Love the challenge, not the reward

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Published © 2024 Daniel Friis

I’ve always been ambitious. Always strived for more; for better grades, better physique, nicer things, bigger job, more wealth. To reach for it, I’ve set goals. Because that’s what you are supposed to do, right? I’ve often managed to achieve those goals, but I’ve repeatedly been miserable in the process — especially when I didn’t reach the goals I set.

For a long time, I was convinced that this was the way to live your life. Set goals and suffer the hard work towards them. However, I’ve realised that this is a flawed way of living. The problem for me was that I focused so much on the goals that I wasn’t really happy until I reached them. In doing so, I put most of my happiness into some future reward and made my present life more or less miserable.

Beyond living in the future and putting off happiness, it’s also an ineffective way to even reach those goals. The thing is, goals in and of themselves don’t mean a thing. They are just hopes and dreams. It’s the challenges you accept and the practices that you adopt that will get you there.

I recently stumbled upon a quote by the greek stoic philosopher, Epictetus, who once said, “The more we value things outside our control, the less control we have”. That’s precisely the problem with focussing too much on goals. By valuing things that are not real, we lose control and, in turn, jeopardize our happiness.

The more we value things outside our control, the less control we have.

Epictetus, Discourses and Selected Writings

The way to regain control and put happiness into the present is by learning to love the challenge more than the potential reward. When you do that, you are successful every time you address the challenge. People focussing on goals are only successful when those goals are reached. Additionally, it will also make you more likely to achieve your goals in the first place.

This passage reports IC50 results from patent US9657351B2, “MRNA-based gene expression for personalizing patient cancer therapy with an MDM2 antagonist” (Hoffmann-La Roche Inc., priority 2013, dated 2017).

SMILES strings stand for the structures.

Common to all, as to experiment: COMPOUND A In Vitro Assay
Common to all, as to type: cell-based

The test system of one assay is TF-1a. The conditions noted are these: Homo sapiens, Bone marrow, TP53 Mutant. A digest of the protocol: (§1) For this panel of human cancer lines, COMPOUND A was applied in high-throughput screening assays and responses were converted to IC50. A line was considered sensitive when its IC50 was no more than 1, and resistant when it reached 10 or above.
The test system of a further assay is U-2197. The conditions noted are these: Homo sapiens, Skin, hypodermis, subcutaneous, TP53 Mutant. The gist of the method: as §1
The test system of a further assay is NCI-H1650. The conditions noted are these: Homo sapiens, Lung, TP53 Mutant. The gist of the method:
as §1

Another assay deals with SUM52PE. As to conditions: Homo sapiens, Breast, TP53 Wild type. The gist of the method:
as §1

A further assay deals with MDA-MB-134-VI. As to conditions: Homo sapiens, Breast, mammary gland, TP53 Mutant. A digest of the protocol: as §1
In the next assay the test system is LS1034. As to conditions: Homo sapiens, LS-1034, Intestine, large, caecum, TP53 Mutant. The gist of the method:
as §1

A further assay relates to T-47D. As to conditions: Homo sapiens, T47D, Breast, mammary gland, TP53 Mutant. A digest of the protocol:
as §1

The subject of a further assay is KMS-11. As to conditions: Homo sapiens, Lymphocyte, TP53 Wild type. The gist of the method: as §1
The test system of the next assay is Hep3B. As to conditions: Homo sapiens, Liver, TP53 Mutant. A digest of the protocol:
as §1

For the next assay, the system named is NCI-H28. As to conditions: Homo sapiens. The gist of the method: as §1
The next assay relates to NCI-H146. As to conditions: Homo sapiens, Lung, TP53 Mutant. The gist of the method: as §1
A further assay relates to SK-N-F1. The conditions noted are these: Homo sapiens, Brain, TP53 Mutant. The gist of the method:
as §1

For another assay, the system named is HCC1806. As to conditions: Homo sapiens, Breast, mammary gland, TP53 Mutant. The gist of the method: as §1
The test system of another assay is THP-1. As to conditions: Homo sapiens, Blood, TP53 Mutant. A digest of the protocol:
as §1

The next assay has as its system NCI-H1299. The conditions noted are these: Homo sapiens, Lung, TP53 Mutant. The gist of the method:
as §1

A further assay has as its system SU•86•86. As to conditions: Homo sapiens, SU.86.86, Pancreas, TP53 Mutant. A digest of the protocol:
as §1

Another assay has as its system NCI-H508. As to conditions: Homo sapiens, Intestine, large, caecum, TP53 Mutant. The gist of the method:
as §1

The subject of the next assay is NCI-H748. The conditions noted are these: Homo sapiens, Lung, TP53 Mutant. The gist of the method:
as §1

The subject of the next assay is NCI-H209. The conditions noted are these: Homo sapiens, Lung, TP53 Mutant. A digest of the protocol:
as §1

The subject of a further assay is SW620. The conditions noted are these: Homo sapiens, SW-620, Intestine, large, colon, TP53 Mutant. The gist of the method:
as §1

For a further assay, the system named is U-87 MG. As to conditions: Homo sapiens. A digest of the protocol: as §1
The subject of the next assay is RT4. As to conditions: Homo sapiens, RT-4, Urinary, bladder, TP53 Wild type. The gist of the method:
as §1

A classic example is the weight loss diets that are heavily advertised everywhere. The problem is that to remain ‘fit’, as the diet promises, you must completely change your lifestyle — not just do a four-week diet from a magazine. But to be happy in that lifestyle, you have to actually value that new lifestyle and the challenge of getting and remaining fit — not just the goal itself.

Similarly, many successful entrepreneurs, when interviewed, state that “it was never about the money”, and for a long time, I didn’t believe them. But I’ve started to do so because, in most cases, there’s no way they would have endured the years of hard work and long hours if they didn’t love the challenges they were facing.

Those that find joy in working out are successful every time they go to the gym — being fit becomes an inevitable byproduct. The same goes for the ‘successful’ entrepreneur. They love the challenges of starting and running a business — financial reward is the byproduct.

So, what’s the takeaway here? The way I’ve started to think about it is with this example: if my goal was to become wealthy and I was told that I could do so only by practicing law, I would a) never become wealthy, and b) never be happy, because I cannot find joy in law (I’ve tried), so I will never be good, and therefore never reach my goal.

Instead, I need to completely reverse my thinking. The goal is not important — it’s the challenge I choose to put my energy into which is important. Choose a challenge you love and whatever rewards you were aiming for initially, are much more likely to materialize. And if they don’t it doesn’t matter — you are already ‘successful’.

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There will be typos, half-baked ideas, and opinions presented as facts here. I'm not a professional writer, and I'm not trying to be one. I'm writing these notes as an exercise to clarify my thinking and archive insights worth revisiting. If you find it useful, that's great. If you don't, that's fine too.